Tuesday, August 22, 2006
Lebanon the Morning After
Everyone who's somebody, and a lot of people in the peanut gallery, has a theory about why Israel underperformed in the war against Hezbollah. Partisan activist will blame the world for it's double standards, the Europeans for their anti-semitism, and anyone, and everything except where the blame belongs: Israeli leadership and the Bush administration 'plan' for the Middle East.
New evidence has come to light from Sy Hersh
that the conduct of the war from the Israeli side was a test-run for the Administration's ill-conceived war plans for Ira
In the days after Hezbollah crossed from Lebanon into Israel, on July 12th, to kidnap two soldiers, triggering an Israeli air attack on Lebanon and a full-scale war, the Bush Administration seemed strangely passive....
The Bush Administration, however, was closely involved in the planning of Israel's retaliatory attacks. President Bush and Vice-President Dick Cheney were convinced, current and former intelligence and diplomatic officials told me, that a successful Israeli Air Force bombing campaign against Hezbollah's heavily fortified underground-missile and command-and-control complexes in Lebanon could ease Israel's security concerns and also serve as a prelude to a potential American preemptive attack to destroy Iran's nuclear installations, some of which are also buried deep underground.
According to a Middle East expert with knowledge of the current thinking of both the Israeli and the U.S. governments, Israel had devised a plan for attacking Hezbollah—and shared it with Bush Administration officials—well before the July 12th kidnappings. "It's not that the Israelis had a trap that Hezbollah walked into," he said, "but there was a strong feeling in the White House that sooner or later the Israelis were going to do it."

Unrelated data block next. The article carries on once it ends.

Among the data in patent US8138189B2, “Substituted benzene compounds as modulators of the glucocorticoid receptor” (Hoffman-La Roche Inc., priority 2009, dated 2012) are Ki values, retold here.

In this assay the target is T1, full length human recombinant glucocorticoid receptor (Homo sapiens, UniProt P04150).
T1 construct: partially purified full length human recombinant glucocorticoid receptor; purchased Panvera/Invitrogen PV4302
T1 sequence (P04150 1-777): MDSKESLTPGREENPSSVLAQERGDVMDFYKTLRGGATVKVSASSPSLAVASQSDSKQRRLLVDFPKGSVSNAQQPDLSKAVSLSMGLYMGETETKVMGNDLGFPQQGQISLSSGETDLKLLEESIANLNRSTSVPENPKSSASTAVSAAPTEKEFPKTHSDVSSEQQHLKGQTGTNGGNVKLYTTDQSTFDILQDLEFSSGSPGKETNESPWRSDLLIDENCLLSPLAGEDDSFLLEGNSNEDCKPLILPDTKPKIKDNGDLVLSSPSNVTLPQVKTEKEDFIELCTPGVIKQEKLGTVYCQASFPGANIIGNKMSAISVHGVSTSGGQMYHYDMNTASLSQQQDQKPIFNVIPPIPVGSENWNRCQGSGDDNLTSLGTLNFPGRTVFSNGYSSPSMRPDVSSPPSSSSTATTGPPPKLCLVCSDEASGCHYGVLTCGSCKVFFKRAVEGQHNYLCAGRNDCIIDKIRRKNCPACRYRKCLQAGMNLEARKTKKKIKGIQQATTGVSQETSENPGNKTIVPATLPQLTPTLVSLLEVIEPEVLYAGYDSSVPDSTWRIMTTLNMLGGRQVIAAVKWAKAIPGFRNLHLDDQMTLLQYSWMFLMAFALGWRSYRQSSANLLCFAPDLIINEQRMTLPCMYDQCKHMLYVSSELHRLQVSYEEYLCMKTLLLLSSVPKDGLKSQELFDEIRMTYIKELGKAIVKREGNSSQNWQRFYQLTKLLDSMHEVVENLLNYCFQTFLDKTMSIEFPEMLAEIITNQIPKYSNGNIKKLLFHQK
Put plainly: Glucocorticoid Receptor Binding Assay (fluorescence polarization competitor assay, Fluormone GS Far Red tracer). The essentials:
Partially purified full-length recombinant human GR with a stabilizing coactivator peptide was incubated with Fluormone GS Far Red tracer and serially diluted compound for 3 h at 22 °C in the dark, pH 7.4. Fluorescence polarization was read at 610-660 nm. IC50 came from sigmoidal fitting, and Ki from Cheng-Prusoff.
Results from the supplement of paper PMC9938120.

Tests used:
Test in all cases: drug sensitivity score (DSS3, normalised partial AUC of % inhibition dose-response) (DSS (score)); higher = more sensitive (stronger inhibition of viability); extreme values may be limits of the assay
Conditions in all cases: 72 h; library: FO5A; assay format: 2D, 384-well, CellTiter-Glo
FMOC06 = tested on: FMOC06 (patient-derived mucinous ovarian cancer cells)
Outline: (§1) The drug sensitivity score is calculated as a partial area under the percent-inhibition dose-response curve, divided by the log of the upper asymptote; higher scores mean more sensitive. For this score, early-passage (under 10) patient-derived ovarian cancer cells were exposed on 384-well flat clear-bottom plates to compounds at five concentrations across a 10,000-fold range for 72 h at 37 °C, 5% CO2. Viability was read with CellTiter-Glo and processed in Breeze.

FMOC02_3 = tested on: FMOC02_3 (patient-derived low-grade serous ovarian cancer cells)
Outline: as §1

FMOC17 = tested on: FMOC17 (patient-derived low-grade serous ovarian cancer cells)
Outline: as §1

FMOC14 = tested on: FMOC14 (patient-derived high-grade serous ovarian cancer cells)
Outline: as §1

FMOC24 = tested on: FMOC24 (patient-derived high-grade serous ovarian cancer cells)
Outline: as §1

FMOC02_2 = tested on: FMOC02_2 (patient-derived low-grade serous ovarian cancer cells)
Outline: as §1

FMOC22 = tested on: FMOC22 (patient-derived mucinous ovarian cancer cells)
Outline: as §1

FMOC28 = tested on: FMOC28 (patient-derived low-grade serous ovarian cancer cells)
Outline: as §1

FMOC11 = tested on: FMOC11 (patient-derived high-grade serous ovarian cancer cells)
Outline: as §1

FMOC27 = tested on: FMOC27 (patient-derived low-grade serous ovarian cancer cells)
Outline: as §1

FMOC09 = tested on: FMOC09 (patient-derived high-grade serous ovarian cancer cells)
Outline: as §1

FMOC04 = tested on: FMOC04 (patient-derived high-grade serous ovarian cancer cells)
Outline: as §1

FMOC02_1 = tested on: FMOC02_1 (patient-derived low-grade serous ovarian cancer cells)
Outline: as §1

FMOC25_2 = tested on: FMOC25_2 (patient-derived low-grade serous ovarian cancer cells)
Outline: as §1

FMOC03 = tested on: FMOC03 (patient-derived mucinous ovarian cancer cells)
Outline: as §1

The Middle East expert said that the Administration had several reasons for supporting the Israeli bombing campaign. Within the State Department, it was seen as a way to strengthen the Lebanese government so that it could assert its authority over the south of the country, much of which is controlled by Hezbollah. He went on, "The White House was more focused on stripping Hezbollah of its missiles, because, if there was to be a military option against Iran's nuclear facilities, it had to get rid of the weapons that Hezbollah could use in a potential retaliation at Israel. Bush wanted both. Bush was going after Iran, as part of the Axis of Evil, and its nuclear sites, and he was interested in going after Hezbollah as part of his interest in democratization, with Lebanon as one of the crown jewels of Middle East democracy."
The United States and Israel have shared intelligence and enjoyed close military cooperation for decades, but early this spring, according to a former senior intelligence official, high-level planners from the U.S. Air Force—under pressure from the White House to develop a war plan for a decisive strike against Iran's nuclear facilities—began consulting with their counterparts in the Israeli Air Force.
"The big question for our Air Force was how to hit a series of hard targets in Iran successfully," the former senior intelligence official said. "Who is the closest ally of the U.S. Air Force in its planning? It's not Congo—it's Israel. Everybody knows that Iranian engineers have been advising Hezbollah on tunnels and underground gun emplacements. And so the Air Force went to the Israelis with some new tactics and said to them, 'Let's concentrate on the bombing and share what we have on Iran and what you have on Lebanon.' " The discussions reached the Joint Chiefs of Staff and Secretary of Defense Donald Rumsfeld, he said.